More research needed to determine if medicinal cannabinoids improve mental health.

Current research is lacking to support claims that cannabinoids improve depressive disorders and symptoms, anxiety disorders or ADHD, according to results of a systematic review and meta-analysis published in Lancet Psychiatry. “Our findings have important implications in countries where cannabis and cannabinoids are being made available for medical use,”

More research needed to determine if medicinal cannabinoids improve mental health

“Our findings have important implications in countries where cannabis and cannabinoids are being made available for medical use,” Louisa Degenhardt, PhD, of the National Drug and Alcohol Research Centre at the University of New South Wales Sydney, said in a press release. “There is a notable absence of high-quality evidence to properly assess the effectiveness and safety of medicinal cannabinoids compared with placebo, and until evidence from randomized controlled trials is available, clinical guidelines cannot be drawn up around their use in mental health disorders.”

Degenhardt and colleagues noted that previous research into the use of medicinal cannabinoids for mental disorders has been limited by study designs, use of quantitative synthesis and coverage of mental disorders. They considered all studies that examined any type or formulation of a medicinal cannabinoid in adults aged 18 years or older for treating depression, anxiety, ADHD, Tourette syndrome, PTSD or psychosis.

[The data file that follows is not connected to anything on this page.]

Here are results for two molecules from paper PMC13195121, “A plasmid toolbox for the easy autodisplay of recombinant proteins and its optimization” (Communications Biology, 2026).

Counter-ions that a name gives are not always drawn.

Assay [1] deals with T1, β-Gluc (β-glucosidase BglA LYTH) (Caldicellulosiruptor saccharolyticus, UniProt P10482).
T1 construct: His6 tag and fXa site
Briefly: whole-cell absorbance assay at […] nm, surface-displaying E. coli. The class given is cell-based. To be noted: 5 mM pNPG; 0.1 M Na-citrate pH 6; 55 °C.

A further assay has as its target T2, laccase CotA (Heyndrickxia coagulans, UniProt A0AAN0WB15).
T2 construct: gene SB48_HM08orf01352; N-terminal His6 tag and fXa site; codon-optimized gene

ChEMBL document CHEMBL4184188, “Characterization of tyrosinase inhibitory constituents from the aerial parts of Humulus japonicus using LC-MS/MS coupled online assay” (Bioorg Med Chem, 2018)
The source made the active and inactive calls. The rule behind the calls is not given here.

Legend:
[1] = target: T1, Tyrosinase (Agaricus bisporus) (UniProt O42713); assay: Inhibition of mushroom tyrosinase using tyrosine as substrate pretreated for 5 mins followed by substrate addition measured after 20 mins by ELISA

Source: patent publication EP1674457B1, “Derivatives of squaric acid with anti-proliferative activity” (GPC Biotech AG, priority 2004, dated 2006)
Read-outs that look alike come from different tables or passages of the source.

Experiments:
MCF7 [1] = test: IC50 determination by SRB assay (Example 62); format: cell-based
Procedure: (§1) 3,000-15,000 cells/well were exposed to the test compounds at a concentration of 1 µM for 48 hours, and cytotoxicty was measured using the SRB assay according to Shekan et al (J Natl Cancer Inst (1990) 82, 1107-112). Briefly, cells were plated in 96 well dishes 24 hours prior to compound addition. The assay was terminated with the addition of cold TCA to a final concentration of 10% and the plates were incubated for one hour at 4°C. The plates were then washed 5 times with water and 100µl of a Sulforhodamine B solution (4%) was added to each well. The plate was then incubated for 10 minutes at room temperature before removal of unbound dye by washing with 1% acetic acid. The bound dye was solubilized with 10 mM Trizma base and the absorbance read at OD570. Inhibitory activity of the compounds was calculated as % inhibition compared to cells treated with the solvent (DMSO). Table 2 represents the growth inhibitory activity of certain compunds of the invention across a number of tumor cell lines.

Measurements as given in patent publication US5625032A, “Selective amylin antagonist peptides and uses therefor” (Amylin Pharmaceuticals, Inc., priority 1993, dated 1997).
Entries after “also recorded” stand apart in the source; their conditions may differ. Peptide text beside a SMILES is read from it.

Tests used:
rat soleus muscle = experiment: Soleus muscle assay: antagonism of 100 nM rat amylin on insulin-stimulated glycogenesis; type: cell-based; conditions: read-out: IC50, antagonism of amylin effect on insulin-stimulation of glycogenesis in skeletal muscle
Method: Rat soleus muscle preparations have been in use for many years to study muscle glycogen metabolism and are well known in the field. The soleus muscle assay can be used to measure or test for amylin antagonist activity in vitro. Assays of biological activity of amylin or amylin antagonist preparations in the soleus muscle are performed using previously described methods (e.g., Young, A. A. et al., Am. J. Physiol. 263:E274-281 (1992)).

Of 83 eligible studies that had data for 3,067 patients, the researchers included 42 for depression, 31 for anxiety, eight for Tourette syndrome, three for ADHD, 12 for PTSD and 11 for psychosis. They found that in seven studies, pharmaceutical tetrahydrocannabinol (THC) with or without cannabidiol (CBD) improved anxiety symptoms among patients with other medical conditions, primarily chronic non-cancer pain and multiple sclerosis (standardized mean difference [SMD] = –0.25; 95% CI, –0.49 to –0.01). However, the quality of the evidence based on the Gradings of Recommendations, Assessment, Development and Evaluation approach was very low. In a single study, pharmaceutical THC with or without CBD worsened negative symptoms of psychosis (SMD = 0.36; 95% CI, 0.1-0.62). It did not significantly affect any other primary outcomes for the mental disorders examined but it did increase the number of people who experienced adverse events in 11 studies, compared with placebo across all mental disorders examined, according to the researchers. Overall, few randomized controlled trials examined the role of medicinal cannabis or pharmaceutical CBD.

“In countries where medicinal cannabinoids are already legal, doctors and patients must be aware of the limitations of existing evidence and the risk of cannabinoids,” Degenhardt said. “These must be weighed when considering use to treat symptoms of common mental health disorders. Those who decide to proceed should be carefully monitored for positive and negative mental health effects of using medicinal cannabinoids.” – by Joe Gramigna

Disclosures: Degenhardt reports untied investigator-driven educational grants from Reckitt Benckiser, Mundipharma and Seqirus. Please see the study for all other authors’ relevant financial disclosures.

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